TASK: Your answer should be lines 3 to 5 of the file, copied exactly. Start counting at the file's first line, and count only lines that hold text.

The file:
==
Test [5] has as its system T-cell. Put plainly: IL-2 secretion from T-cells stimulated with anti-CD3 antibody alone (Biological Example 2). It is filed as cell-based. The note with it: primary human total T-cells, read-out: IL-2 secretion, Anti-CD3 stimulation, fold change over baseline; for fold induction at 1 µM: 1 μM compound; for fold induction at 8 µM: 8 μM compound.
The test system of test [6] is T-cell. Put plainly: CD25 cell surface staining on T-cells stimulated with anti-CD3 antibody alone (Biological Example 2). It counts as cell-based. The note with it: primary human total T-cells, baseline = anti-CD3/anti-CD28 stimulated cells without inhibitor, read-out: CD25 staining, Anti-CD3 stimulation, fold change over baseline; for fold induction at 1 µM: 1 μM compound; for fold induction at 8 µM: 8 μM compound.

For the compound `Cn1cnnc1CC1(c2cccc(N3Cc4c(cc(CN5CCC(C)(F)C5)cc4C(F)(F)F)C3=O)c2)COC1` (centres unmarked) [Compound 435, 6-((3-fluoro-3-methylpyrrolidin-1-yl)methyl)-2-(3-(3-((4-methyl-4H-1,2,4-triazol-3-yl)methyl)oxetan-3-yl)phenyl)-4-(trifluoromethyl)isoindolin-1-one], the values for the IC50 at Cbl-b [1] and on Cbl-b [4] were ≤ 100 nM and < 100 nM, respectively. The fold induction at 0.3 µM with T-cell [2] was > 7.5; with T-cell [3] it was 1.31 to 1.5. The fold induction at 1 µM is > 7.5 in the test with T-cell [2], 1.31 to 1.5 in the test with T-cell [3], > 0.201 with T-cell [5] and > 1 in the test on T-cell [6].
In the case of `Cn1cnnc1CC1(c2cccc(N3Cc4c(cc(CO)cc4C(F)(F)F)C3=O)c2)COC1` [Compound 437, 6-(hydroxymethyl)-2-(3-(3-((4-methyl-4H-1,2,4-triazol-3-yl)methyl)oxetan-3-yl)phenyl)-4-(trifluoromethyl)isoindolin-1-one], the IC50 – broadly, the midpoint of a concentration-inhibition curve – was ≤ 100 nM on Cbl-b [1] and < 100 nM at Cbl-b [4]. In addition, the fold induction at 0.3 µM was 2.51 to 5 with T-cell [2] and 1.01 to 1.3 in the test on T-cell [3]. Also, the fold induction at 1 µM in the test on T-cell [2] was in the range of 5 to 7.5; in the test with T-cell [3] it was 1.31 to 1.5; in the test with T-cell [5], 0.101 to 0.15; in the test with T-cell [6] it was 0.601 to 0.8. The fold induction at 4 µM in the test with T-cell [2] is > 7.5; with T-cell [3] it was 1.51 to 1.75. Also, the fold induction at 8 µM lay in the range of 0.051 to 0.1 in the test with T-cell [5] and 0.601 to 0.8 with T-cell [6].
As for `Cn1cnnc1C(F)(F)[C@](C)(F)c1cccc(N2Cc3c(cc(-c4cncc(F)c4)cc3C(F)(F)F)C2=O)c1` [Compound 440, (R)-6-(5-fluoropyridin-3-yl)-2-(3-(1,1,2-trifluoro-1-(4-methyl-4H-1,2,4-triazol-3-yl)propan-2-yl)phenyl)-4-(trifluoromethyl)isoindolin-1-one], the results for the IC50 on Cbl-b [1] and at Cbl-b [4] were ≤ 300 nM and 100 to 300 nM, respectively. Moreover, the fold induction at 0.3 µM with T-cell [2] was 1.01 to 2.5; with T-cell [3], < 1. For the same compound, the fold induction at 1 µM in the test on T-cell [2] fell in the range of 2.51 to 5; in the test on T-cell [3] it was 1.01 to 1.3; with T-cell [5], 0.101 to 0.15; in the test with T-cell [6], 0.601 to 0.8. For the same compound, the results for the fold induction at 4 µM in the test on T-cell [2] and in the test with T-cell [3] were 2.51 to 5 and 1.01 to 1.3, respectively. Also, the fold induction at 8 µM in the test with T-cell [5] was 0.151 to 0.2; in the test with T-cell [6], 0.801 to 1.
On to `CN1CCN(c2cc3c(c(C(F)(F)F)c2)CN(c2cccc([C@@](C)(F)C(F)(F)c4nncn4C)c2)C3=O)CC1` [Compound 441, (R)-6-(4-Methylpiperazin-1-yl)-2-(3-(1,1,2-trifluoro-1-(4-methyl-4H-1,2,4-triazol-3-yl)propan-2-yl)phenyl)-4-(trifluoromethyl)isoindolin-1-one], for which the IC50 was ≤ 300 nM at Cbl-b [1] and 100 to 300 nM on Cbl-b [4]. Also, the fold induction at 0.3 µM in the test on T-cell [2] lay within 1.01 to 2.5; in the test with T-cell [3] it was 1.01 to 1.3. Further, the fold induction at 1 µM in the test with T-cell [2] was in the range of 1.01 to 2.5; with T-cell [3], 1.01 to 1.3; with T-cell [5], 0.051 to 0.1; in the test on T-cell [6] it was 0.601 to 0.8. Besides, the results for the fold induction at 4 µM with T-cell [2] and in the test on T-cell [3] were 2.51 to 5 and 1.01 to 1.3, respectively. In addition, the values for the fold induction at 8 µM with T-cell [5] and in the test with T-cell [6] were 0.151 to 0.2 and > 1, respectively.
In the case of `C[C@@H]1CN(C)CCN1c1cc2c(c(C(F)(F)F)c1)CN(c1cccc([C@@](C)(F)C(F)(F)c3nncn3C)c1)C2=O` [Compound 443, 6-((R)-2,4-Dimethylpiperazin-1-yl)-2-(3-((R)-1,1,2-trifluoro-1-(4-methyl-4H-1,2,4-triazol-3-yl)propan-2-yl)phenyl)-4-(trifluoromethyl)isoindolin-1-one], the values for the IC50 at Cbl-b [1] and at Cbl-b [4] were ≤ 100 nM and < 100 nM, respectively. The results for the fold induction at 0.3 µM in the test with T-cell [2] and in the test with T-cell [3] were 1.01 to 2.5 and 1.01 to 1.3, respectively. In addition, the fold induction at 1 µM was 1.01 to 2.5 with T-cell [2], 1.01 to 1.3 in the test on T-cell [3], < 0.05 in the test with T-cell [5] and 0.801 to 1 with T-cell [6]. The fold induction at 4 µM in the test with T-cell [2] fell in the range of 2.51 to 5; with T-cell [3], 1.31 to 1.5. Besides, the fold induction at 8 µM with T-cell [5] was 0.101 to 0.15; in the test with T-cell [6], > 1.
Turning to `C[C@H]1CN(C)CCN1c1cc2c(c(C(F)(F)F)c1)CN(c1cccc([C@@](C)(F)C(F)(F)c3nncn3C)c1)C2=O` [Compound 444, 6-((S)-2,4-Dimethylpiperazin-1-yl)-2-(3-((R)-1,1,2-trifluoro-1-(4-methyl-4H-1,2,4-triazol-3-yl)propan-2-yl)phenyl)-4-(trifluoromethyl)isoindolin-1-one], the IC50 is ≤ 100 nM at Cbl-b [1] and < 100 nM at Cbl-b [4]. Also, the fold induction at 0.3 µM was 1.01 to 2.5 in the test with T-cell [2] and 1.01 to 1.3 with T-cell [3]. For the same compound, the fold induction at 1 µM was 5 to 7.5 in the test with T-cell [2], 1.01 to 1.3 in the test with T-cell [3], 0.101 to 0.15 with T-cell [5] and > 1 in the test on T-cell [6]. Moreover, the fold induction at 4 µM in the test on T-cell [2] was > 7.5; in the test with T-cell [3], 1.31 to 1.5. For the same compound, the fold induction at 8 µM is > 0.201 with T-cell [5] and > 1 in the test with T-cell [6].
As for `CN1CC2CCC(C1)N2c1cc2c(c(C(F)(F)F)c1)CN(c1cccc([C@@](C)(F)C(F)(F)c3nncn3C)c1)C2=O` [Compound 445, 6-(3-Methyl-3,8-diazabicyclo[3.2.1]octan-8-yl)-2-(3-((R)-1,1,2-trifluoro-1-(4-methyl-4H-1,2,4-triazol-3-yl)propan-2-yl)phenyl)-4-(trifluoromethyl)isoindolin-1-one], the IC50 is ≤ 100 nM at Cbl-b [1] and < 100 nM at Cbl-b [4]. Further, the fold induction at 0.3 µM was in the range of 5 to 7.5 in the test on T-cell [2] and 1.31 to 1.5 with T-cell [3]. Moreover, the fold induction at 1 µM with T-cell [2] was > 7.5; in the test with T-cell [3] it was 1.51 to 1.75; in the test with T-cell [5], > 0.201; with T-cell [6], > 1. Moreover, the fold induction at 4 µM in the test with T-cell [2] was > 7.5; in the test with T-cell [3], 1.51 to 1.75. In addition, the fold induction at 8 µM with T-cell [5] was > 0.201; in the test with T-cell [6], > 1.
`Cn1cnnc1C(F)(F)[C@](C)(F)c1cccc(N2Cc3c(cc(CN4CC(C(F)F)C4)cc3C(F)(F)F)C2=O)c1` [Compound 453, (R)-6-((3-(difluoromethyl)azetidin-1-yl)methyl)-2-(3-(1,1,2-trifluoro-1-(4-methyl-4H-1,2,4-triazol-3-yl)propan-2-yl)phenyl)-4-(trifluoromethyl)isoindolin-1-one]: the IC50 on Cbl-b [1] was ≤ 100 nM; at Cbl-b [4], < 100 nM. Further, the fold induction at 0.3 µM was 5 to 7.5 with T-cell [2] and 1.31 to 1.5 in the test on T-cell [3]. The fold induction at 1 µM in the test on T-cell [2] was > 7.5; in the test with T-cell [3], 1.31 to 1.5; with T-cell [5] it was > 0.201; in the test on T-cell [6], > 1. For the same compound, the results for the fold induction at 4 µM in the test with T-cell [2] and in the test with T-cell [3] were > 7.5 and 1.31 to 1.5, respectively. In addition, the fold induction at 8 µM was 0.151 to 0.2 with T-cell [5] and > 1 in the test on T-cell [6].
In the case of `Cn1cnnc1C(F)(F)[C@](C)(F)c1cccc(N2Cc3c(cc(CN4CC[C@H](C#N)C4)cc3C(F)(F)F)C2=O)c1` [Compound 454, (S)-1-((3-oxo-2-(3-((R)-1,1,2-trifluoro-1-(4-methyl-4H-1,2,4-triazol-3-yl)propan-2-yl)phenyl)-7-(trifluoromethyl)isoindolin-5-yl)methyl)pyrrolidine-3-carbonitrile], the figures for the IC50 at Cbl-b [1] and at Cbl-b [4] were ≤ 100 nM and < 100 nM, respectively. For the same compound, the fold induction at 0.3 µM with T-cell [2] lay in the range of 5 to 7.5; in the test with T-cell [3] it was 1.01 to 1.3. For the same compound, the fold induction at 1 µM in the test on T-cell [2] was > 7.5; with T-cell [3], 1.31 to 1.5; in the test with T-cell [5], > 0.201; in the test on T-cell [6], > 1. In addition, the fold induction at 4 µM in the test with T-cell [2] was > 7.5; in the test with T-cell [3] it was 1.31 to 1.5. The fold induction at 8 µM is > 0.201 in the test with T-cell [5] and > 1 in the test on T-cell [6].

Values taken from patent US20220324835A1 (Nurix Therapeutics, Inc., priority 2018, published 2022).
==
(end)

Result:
For the compound `Cn1cnnc1CC1(c2cccc(N3Cc4c(cc(CN5CCC(C)(F)C5)cc4C(F)(F)F)C3=O)c2)COC1` (centres unmarked) [Compound 435, 6-((3-fluoro-3-methylpyrrolidin-1-yl)methyl)-2-(3-(3-((4-methyl-4H-1,2,4-triazol-3-yl)methyl)oxetan-3-yl)phenyl)-4-(trifluoromethyl)isoindolin-1-one], the values for the IC50 at Cbl-b [1] and on Cbl-b [4] were ≤ 100 nM and < 100 nM, respectively. The fold induction at 0.3 µM with T-cell [2] was > 7.5; with T-cell [3] it was 1.31 to 1.5. The fold induction at 1 µM is > 7.5 in the test with T-cell [2], 1.31 to 1.5 in the test with T-cell [3], > 0.201 with T-cell [5] and > 1 in the test on T-cell [6].
In the case of `Cn1cnnc1CC1(c2cccc(N3Cc4c(cc(CO)cc4C(F)(F)F)C3=O)c2)COC1` [Compound 437, 6-(hydroxymethyl)-2-(3-(3-((4-methyl-4H-1,2,4-triazol-3-yl)methyl)oxetan-3-yl)phenyl)-4-(trifluoromethyl)isoindolin-1-one], the IC50 – broadly, the midpoint of a concentration-inhibition curve – was ≤ 100 nM on Cbl-b [1] and < 100 nM at Cbl-b [4]. In addition, the fold induction at 0.3 µM was 2.51 to 5 with T-cell [2] and 1.01 to 1.3 in the test on T-cell [3]. Also, the fold induction at 1 µM in the test on T-cell [2] was in the range of 5 to 7.5; in the test with T-cell [3] it was 1.31 to 1.5; in the test with T-cell [5], 0.101 to 0.15; in the test with T-cell [6] it was 0.601 to 0.8. The fold induction at 4 µM in the test with T-cell [2] is > 7.5; with T-cell [3] it was 1.51 to 1.75. Also, the fold induction at 8 µM lay in the range of 0.051 to 0.1 in the test with T-cell [5] and 0.601 to 0.8 with T-cell [6].
As for `Cn1cnnc1C(F)(F)[C@](C)(F)c1cccc(N2Cc3c(cc(-c4cncc(F)c4)cc3C(F)(F)F)C2=O)c1` [Compound 440, (R)-6-(5-fluoropyridin-3-yl)-2-(3-(1,1,2-trifluoro-1-(4-methyl-4H-1,2,4-triazol-3-yl)propan-2-yl)phenyl)-4-(trifluoromethyl)isoindolin-1-one], the results for the IC50 on Cbl-b [1] and at Cbl-b [4] were ≤ 300 nM and 100 to 300 nM, respectively. Moreover, the fold induction at 0.3 µM with T-cell [2] was 1.01 to 2.5; with T-cell [3], < 1. For the same compound, the fold induction at 1 µM in the test on T-cell [2] fell in the range of 2.51 to 5; in the test on T-cell [3] it was 1.01 to 1.3; with T-cell [5], 0.101 to 0.15; in the test with T-cell [6], 0.601 to 0.8. For the same compound, the results for the fold induction at 4 µM in the test on T-cell [2] and in the test with T-cell [3] were 2.51 to 5 and 1.01 to 1.3, respectively. Also, the fold induction at 8 µM in the test with T-cell [5] was 0.151 to 0.2; in the test with T-cell [6], 0.801 to 1.